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Green-Roofed Cluny House Showcases Low-Energy Luxury in Singapore
Posted By Andrew Michler On February 25, 2011 @ 7:17 pm In Architecture,green roof,Sustainable Building | 2 Comments
The home’s seamless integration of natural elements  pays off — the open courtyard with a beautiful pond in the center not only immerses residents in nature but also promotes good cross-ventilation throughout the home. Plants ringing the rooftop also help cool the space, and they are fed by water from rain runoff.
The home itself is constructed of reclaimed teak and timbers made from small strips of wood which would otherwise be scrap. Huge open spaces meld with the interior courtyard as a result of these structural elements. An EIB System may give the home its brains, but the high-tech heart of the project is an integrated solar electric  and solar thermal  system that provides for much of the home’s energy needs.
+ Guz Architects 
Via The Contemporist 
Photos © Patrick Bingham Hall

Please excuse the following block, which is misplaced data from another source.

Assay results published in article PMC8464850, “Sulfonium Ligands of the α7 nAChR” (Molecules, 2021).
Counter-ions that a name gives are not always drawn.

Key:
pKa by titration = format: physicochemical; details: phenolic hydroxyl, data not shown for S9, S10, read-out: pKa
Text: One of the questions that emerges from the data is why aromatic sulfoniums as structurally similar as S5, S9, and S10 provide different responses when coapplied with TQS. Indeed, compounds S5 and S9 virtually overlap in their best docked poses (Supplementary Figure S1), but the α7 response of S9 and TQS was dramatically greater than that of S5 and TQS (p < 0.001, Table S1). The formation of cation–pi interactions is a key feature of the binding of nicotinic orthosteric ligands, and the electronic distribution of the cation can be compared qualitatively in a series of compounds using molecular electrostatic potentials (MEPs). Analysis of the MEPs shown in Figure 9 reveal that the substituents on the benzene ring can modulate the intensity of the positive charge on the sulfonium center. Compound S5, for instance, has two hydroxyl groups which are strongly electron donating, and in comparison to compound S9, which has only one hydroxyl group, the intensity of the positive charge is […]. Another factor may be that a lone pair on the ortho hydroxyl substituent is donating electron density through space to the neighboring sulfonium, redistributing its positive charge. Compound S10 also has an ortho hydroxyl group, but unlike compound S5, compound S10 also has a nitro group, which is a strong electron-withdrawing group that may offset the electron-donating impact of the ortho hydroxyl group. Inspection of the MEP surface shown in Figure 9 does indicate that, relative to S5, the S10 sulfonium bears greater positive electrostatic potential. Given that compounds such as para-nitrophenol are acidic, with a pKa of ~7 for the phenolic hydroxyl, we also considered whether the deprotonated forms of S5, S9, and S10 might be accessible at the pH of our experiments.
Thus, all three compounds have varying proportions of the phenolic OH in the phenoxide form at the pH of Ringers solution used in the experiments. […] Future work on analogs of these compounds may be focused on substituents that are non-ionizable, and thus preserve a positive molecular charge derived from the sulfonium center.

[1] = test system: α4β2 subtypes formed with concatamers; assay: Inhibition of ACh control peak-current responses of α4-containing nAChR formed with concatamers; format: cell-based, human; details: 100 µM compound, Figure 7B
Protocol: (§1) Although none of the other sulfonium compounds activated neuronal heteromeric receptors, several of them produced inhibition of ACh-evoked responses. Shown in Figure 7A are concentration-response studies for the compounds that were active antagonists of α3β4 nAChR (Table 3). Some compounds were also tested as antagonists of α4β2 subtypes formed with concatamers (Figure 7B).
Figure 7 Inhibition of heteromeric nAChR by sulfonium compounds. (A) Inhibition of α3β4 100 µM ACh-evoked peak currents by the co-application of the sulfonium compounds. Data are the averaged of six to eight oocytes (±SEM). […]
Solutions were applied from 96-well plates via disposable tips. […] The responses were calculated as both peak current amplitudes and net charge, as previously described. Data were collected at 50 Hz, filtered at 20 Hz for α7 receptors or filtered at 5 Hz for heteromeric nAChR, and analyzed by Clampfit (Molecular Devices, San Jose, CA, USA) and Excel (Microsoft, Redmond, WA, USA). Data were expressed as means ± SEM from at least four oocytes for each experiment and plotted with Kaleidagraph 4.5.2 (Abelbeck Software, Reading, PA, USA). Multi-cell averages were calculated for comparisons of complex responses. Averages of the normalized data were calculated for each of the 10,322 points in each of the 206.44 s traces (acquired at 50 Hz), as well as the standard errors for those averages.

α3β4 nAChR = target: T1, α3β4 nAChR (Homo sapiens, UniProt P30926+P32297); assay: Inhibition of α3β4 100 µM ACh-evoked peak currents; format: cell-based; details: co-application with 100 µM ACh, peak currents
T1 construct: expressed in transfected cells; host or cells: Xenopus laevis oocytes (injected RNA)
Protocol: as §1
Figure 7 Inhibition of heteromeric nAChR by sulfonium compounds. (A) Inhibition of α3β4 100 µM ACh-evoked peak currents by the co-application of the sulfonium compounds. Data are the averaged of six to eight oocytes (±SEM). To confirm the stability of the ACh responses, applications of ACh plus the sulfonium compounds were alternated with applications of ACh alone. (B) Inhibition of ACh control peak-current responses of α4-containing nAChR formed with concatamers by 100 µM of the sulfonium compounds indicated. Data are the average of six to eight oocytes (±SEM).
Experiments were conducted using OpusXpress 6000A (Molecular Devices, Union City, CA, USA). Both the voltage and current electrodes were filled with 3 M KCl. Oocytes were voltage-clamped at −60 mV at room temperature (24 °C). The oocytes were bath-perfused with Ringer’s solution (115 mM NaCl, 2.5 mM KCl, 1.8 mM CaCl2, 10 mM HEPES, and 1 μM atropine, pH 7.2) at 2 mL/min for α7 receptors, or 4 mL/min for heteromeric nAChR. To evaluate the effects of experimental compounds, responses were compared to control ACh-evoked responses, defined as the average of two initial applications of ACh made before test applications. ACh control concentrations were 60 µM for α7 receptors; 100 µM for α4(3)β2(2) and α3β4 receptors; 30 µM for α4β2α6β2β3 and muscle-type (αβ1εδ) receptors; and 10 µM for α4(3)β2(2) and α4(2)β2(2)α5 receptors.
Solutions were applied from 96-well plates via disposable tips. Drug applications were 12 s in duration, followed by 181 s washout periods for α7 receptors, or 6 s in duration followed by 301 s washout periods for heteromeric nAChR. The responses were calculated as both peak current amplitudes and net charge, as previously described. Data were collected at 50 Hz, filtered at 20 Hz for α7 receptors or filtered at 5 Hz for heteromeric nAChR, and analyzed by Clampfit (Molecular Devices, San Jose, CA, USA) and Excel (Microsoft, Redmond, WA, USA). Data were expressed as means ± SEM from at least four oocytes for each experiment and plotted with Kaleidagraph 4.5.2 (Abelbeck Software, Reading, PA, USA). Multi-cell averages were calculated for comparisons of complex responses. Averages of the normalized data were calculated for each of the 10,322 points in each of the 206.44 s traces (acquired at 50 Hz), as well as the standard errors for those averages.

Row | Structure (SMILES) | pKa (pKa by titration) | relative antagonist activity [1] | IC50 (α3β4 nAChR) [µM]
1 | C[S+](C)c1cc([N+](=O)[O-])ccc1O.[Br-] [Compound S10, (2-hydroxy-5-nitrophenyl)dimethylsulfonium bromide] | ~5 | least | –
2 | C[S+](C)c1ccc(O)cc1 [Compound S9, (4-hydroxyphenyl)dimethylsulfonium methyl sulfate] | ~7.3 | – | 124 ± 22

Article printed from Inhabitat – Sustainable Design Innovation, Eco Architecture, Green Building: http://inhabitat.com
URL to article: http://inhabitat.com/green-roofed-cluny-house-embodies-low-energy-luxury-in-singapore/
URLs in this post:
 Guz Architect: http://www.guzarchitects.com/
 material reuse: http://inhabitat.com/recycled-materials/
 natural elements: http://inhabitat.com/the-meera-house-has-a-curvaceous-meadow-of-green-for-its-roof/
 solar electric: http://inhabitat.com/solar-power/
 solar thermal: http://inhabitat.com/nys-new-solar-thermal-plan-will-save-the-state-175-million-annually/
 The Contemporist: http://www.contemporist.com/2011/02/24/the-cluny-house-by-guz-architects/
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